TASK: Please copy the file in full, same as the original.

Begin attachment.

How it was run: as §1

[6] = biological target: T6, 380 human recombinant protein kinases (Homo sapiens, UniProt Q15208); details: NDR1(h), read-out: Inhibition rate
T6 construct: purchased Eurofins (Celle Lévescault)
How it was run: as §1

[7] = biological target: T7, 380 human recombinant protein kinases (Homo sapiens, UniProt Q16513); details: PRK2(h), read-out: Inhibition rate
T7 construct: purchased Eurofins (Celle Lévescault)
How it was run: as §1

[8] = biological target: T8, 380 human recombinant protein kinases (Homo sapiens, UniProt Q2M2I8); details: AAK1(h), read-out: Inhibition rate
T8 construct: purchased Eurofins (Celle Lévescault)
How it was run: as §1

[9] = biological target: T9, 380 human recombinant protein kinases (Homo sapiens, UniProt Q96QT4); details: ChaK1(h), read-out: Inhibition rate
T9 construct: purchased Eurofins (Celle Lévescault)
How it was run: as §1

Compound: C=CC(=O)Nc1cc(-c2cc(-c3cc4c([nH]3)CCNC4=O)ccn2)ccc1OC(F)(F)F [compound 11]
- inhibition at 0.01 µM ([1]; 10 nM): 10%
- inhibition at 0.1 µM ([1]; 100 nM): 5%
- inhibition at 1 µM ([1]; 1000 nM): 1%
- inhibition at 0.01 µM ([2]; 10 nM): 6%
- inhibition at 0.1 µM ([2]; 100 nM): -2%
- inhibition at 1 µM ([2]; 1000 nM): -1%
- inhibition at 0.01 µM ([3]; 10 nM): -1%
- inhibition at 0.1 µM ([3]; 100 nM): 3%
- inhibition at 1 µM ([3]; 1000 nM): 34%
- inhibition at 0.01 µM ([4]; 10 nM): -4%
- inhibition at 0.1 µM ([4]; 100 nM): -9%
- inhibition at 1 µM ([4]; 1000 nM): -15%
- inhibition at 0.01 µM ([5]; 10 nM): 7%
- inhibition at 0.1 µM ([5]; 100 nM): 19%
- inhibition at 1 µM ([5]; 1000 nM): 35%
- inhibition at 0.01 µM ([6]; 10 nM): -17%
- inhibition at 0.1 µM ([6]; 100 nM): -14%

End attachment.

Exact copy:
How it was run: as §1

[6] = biological target: T6, 380 human recombinant protein kinases (Homo sapiens, UniProt Q15208); details: NDR1(h), read-out: Inhibition rate
T6 construct: purchased Eurofins (Celle Lévescault)
How it was run: as §1

[7] = biological target: T7, 380 human recombinant protein kinases (Homo sapiens, UniProt Q16513); details: PRK2(h), read-out: Inhibition rate
T7 construct: purchased Eurofins (Celle Lévescault)
How it was run: as §1

[8] = biological target: T8, 380 human recombinant protein kinases (Homo sapiens, UniProt Q2M2I8); details: AAK1(h), read-out: Inhibition rate
T8 construct: purchased Eurofins (Celle Lévescault)
How it was run: as §1

[9] = biological target: T9, 380 human recombinant protein kinases (Homo sapiens, UniProt Q96QT4); details: ChaK1(h), read-out: Inhibition rate
T9 construct: purchased Eurofins (Celle Lévescault)
How it was run: as §1

Compound: C=CC(=O)Nc1cc(-c2cc(-c3cc4c([nH]3)CCNC4=O)ccn2)ccc1OC(F)(F)F [compound 11]
- inhibition at 0.01 µM ([1]; 10 nM): 10%
- inhibition at 0.1 µM ([1]; 100 nM): 5%
- inhibition at 1 µM ([1]; 1000 nM): 1%
- inhibition at 0.01 µM ([2]; 10 nM): 6%
- inhibition at 0.1 µM ([2]; 100 nM): -2%
- inhibition at 1 µM ([2]; 1000 nM): -1%
- inhibition at 0.01 µM ([3]; 10 nM): -1%
- inhibition at 0.1 µM ([3]; 100 nM): 3%
- inhibition at 1 µM ([3]; 1000 nM): 34%
- inhibition at 0.01 µM ([4]; 10 nM): -4%
- inhibition at 0.1 µM ([4]; 100 nM): -9%
- inhibition at 1 µM ([4]; 1000 nM): -15%
- inhibition at 0.01 µM ([5]; 10 nM): 7%
- inhibition at 0.1 µM ([5]; 100 nM): 19%
- inhibition at 1 µM ([5]; 1000 nM): 35%
- inhibition at 0.01 µM ([6]; 10 nM): -17%
- inhibition at 0.1 µM ([6]; 100 nM): -14%